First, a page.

Microsoft Research is partnering with NASA, Northrop Grumman, and the Space Telescope Science Institute to offer a truly interactive exhibit, with University of Austin astronomy students on hand to show off details of the JWST model on Microsoft Surface devices. Meanwhile, WWT will provide festival goers with an immersive virtual experience as they fly through the universe and explore the planets and stars. As you may know, the WWT brings together imagery from the world’s best ground and space-based telescopes and combines it with 3-D navigation. It also includes guided tours of interesting places in the sky, created and narrated by astronomers and educators.

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    Microsoft Research Connections Blog - Site Home - MSDN Blogs

  • Dan on eScience & Technical Computing @ Microsoft

    Behind the WorldWide Telescope Theater at SXSW

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    This WorldWide Telescope at South by Southwestpast weekend at SXSW, Microsoft and the WorldWide Telescope team worked with NASA, Northrop Grumman and the Space Telescope Science Institute to deliver a one of a kind exhibit around the James Webb Space Telescope (JWST). 

    The two main anchors of the exhibit was the physical model of the JWST and the WorldWide Telescope Theater.  Over the 3 days the WWT Theater hosted over 70 talks using WWT Tours, PowerPoint, and live Skype QnAs – all on a 20 million pixel wall sized display wall.  

    Behind the scenes – this immersive experience was pulled together by Microsoft WP_20130308_005Research and our partners for the theater – Epson, NVIDA and Scalable Display Technologies.  The 8 Epson projectors worked flawlessly pumping out pixels for over 14 hours a day and this was in a tent without air conditioning and lots of humidity – especially during the first two days of rain.  The 8 projectors were driven by 2 NVIDIA Quadro K5000’s in a single PC.   The display wall needed the DirectX 11 support to show off the latest WWT Eclipse Alpha build that leverages DX11.  Delivering all those pixels to the display wall was one piece, but to make the images seamless and immersive the Scalable Display Manager (SDM) was used.  The (SDM) software with it’s EasyBlend technology, made it a snap to wrap and blend the pixels coming from the individual projectors into a really seamless experience.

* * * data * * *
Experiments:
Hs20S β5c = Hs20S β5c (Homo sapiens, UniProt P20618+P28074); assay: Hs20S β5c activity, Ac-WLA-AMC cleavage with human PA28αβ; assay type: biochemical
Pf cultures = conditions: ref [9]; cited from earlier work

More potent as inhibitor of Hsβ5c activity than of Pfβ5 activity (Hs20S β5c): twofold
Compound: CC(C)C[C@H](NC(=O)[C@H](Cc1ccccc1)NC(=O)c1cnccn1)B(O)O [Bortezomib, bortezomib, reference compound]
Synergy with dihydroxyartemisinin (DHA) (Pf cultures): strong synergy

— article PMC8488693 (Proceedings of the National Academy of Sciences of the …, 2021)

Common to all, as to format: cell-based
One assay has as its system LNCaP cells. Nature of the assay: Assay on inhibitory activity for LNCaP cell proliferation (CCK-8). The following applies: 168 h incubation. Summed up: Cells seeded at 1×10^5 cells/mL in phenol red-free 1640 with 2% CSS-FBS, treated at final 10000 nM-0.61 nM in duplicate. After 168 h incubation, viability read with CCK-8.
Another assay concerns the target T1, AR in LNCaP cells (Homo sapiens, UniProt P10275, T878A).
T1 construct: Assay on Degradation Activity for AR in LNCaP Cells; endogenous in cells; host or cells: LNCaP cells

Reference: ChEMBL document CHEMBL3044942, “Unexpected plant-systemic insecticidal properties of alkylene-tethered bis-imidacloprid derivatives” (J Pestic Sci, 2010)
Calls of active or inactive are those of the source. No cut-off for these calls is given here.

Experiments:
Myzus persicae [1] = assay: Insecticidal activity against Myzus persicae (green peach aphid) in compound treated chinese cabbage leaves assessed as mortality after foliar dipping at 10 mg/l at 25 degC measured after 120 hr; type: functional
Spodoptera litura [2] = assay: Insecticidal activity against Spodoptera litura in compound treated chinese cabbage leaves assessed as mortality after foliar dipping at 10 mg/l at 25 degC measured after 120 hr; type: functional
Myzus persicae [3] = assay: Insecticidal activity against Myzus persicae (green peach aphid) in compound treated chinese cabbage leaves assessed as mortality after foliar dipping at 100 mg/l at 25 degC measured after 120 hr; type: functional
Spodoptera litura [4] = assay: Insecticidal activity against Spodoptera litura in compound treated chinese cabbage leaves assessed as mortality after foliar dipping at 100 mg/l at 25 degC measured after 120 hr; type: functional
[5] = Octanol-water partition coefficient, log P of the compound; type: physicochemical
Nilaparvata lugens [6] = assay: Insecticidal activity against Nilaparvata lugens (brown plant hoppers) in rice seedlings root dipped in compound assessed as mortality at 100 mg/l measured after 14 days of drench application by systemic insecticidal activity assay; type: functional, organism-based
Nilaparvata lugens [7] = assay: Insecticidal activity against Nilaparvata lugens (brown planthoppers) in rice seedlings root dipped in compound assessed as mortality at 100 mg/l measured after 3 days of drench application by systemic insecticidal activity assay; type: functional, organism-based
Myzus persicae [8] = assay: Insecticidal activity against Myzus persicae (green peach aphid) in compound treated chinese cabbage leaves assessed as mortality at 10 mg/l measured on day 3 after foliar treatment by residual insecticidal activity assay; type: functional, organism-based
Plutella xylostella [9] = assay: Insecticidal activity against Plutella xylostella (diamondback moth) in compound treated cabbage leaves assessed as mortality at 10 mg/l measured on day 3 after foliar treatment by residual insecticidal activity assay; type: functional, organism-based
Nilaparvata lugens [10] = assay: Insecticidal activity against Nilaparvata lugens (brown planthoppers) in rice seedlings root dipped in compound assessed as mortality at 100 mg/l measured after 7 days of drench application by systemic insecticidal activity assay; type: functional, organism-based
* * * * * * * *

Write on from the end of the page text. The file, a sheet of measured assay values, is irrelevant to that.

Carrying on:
This whole setup allowed the team to utilize the wall as a very, very large WP_20130310_023Windows desktop and take advantage of all the Windows applications for the presentations – including

    • PowerPoint 2013, which takes advantage of DirectX and hardware acceleration and was able to handle the unique aspect ratio so the whole display was used for content
    • Skype – probably the largest Skype image for Skype session on a desktop you’ve ever seen
    • OneNote 2013 – used for displaying notes and twitter names for a NASA Social at SXSWWP_20130310_001
    • SkyDrive – was used to deliver PowerPoint presentations and WorldWide Telescope Tours to machine driving the display wall and kept them in sync – so edits were always captured
    • WorldWide Telescope – used to deliver tours exclusive created for the JWST SXSW exhibit. 

    While most of you might not need to create a wall sized display like this one – it shows how desktop technologies created for Windows scales to create immersive experiences.  Let me know if you decide to create one….